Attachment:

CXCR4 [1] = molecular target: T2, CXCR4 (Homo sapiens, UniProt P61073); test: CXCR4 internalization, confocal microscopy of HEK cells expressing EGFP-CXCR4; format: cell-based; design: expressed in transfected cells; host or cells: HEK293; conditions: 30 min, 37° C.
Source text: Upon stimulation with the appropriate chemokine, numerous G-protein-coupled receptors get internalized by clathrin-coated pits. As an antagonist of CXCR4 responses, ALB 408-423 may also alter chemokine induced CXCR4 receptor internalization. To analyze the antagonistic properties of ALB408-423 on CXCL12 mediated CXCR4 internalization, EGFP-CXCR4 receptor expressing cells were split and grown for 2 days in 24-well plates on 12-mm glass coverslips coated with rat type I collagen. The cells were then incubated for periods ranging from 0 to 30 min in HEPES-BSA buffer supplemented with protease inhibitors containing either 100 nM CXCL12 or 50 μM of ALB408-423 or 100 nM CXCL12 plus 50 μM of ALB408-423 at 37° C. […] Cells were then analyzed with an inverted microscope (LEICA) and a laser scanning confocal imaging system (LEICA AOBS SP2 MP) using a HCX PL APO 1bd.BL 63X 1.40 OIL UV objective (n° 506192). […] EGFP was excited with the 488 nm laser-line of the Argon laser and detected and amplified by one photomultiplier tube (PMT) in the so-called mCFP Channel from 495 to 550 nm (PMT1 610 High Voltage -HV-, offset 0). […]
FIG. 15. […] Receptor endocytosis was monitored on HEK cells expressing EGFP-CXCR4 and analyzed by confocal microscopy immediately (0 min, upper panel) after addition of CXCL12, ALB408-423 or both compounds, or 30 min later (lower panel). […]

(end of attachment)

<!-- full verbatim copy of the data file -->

CXCR4 [1] = molecular target: T2, CXCR4 (Homo sapiens, UniProt P61073); test: CXCR4 internalization, confocal microscopy of HEK cells expressing EGFP-CXCR4; format: cell-based; design: expressed in transfected cells; host or cells: HEK293; conditions: 30 min, 37° C.
Source text: Upon stimulation with the appropriate chemokine, numerous G-protein-coupled receptors get internalized by clathrin-coated pits. As an antagonist of CXCR4 responses, ALB 408-423 may also alter chemokine induced CXCR4 receptor internalization. To analyze the antagonistic properties of ALB408-423 on CXCL12 mediated CXCR4 internalization, EGFP-CXCR4 receptor expressing cells were split and grown for 2 days in 24-well plates on 12-mm glass coverslips coated with rat type I collagen. The cells were then incubated for periods ranging from 0 to 30 min in HEPES-BSA buffer supplemented with protease inhibitors containing either 100 nM CXCL12 or 50 μM of ALB408-423 or 100 nM CXCL12 plus 50 μM of ALB408-423 at 37° C. […] Cells were then analyzed with an inverted microscope (LEICA) and a laser scanning confocal imaging system (LEICA AOBS SP2 MP) using a HCX PL APO 1bd.BL 63X 1.40 OIL UV objective (n° 506192). […] EGFP was excited with the 488 nm laser-line of the Argon laser and detected and amplified by one photomultiplier tube (PMT) in the so-called mCFP Channel from 495 to 550 nm (PMT1 610 High Voltage -HV-, offset 0). […]
FIG. 15. […] Receptor endocytosis was monitored on HEK cells expressing EGFP-CXCR4 and analyzed by confocal microscopy immediately (0 min, upper panel) after addition of CXCL12, ALB408-423 or both compounds, or 30 min later (lower panel). […]